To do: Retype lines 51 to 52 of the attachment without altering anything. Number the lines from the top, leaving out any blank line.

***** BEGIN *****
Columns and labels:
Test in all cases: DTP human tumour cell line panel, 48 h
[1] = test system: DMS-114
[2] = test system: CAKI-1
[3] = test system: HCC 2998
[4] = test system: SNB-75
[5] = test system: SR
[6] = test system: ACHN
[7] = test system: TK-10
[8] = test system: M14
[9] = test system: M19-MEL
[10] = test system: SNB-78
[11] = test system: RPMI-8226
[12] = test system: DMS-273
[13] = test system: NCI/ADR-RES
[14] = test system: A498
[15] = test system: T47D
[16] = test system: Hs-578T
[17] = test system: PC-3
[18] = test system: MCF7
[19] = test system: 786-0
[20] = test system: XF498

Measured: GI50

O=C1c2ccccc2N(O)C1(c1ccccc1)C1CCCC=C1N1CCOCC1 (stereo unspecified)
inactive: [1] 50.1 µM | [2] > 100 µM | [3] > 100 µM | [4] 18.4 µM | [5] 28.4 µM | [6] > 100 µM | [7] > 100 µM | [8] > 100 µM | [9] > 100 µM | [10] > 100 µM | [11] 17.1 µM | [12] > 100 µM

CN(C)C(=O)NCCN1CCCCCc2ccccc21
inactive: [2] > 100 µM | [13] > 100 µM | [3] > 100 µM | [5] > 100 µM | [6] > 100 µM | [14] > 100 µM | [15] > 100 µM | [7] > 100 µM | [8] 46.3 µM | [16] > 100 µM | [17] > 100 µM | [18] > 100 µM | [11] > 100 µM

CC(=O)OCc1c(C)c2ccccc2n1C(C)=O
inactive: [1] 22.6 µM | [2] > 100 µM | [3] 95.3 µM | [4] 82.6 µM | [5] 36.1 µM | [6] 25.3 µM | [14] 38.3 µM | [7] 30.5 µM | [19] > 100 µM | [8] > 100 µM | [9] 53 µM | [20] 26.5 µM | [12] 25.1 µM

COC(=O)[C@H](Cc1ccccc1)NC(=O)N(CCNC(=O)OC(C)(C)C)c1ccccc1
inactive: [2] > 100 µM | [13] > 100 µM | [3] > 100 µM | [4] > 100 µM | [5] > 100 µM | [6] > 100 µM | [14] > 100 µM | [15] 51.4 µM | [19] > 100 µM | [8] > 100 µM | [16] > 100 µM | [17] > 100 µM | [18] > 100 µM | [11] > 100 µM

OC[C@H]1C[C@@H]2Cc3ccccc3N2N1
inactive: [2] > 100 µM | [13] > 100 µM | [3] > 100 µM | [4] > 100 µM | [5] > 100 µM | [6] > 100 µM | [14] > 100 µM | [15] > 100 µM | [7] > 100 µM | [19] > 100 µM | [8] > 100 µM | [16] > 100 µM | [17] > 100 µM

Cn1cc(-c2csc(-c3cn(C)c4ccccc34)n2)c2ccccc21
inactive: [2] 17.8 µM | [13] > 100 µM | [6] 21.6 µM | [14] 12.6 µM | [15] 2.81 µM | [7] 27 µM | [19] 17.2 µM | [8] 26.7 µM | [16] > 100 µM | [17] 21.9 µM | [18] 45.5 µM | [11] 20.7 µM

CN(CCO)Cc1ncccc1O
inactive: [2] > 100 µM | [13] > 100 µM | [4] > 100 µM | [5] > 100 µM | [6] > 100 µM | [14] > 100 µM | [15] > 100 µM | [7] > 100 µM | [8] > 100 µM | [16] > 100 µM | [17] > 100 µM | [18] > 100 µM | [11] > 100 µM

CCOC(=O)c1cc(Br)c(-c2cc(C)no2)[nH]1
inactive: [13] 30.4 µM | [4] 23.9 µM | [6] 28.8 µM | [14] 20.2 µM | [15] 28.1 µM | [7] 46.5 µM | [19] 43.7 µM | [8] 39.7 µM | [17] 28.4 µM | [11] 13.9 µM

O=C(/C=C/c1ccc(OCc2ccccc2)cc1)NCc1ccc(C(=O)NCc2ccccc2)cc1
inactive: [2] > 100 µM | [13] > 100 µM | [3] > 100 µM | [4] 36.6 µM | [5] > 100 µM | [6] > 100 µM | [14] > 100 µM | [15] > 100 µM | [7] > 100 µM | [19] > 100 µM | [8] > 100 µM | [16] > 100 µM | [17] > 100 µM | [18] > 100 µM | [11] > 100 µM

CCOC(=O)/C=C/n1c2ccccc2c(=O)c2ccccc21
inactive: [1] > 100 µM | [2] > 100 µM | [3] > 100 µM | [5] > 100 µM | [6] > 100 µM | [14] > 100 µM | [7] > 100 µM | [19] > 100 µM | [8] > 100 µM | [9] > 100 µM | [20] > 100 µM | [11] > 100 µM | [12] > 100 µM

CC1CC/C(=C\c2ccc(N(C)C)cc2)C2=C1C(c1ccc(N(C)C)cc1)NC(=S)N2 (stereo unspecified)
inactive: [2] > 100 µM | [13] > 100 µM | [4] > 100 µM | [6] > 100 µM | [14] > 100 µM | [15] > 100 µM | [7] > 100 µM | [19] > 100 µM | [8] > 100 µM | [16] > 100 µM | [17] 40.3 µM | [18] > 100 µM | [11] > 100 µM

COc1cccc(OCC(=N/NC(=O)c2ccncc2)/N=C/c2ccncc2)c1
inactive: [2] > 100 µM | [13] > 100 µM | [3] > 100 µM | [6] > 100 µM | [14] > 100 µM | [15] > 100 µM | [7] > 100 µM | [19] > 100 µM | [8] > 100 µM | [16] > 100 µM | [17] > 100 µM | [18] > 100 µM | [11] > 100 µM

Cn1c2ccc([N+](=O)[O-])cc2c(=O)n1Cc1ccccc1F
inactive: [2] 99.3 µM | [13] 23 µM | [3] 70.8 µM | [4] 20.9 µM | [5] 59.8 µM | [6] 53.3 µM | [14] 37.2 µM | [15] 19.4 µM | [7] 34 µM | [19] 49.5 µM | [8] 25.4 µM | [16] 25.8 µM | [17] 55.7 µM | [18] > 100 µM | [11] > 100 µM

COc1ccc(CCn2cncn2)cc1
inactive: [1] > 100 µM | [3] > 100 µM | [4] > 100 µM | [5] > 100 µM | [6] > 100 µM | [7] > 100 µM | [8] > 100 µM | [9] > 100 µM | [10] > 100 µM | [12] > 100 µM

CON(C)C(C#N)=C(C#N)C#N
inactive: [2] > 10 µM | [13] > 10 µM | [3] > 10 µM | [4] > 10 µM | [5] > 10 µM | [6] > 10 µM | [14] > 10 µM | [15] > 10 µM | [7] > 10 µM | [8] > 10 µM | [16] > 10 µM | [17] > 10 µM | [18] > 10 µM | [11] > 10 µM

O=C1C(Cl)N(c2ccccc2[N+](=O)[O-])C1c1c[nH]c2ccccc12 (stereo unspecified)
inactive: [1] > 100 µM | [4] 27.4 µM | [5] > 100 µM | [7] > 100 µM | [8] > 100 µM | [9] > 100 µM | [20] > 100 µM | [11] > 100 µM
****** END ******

inactive: [1] > 100 µM | [3] > 100 µM | [4] > 100 µM | [5] > 100 µM | [6] > 100 µM | [7] > 100 µM | [8] > 100 µM | [9] > 100 µM | [10] > 100 µM | [12] > 100 µM

CON(C)C(C#N)=C(C#N)C#N